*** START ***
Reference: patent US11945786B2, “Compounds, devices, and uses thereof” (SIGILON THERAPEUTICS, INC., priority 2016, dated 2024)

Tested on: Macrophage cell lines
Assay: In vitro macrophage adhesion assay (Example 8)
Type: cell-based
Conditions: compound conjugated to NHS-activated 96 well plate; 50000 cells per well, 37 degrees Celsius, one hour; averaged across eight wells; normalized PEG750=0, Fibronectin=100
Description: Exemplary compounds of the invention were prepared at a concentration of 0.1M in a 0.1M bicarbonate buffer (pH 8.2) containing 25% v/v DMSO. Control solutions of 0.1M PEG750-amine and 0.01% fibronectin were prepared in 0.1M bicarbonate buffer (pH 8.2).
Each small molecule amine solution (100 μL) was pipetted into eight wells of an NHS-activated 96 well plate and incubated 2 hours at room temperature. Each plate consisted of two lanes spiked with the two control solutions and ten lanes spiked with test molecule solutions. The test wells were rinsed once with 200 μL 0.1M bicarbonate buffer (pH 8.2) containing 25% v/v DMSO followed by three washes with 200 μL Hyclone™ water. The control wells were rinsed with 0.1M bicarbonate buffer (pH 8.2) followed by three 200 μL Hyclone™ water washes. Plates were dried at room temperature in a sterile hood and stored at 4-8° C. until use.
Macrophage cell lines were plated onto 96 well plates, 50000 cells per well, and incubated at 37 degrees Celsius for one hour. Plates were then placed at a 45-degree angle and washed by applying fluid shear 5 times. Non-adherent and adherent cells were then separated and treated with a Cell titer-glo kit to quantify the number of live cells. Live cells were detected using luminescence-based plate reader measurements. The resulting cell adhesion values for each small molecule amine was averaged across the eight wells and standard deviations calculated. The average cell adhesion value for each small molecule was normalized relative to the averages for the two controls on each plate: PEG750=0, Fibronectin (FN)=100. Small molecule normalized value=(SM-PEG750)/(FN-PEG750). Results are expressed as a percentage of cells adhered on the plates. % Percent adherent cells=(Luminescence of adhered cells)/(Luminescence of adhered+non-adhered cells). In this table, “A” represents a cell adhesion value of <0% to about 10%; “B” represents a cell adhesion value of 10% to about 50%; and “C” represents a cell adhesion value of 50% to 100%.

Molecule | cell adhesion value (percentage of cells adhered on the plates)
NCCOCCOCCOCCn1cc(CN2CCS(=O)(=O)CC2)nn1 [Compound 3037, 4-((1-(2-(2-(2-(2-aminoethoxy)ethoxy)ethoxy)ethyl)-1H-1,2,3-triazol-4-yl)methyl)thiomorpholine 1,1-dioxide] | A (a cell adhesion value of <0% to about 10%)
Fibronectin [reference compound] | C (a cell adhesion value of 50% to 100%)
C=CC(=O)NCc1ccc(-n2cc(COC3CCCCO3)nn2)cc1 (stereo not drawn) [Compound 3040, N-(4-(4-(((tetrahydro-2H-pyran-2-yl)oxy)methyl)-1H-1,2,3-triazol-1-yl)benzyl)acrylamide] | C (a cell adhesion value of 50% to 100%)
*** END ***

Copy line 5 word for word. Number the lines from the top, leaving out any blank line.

Conditions: compound conjugated to NHS-activated 96 well plate; 50000 cells per well, 37 degrees Celsius, one hour; averaged across eight wells; normalized PEG750=0, Fibronectin=100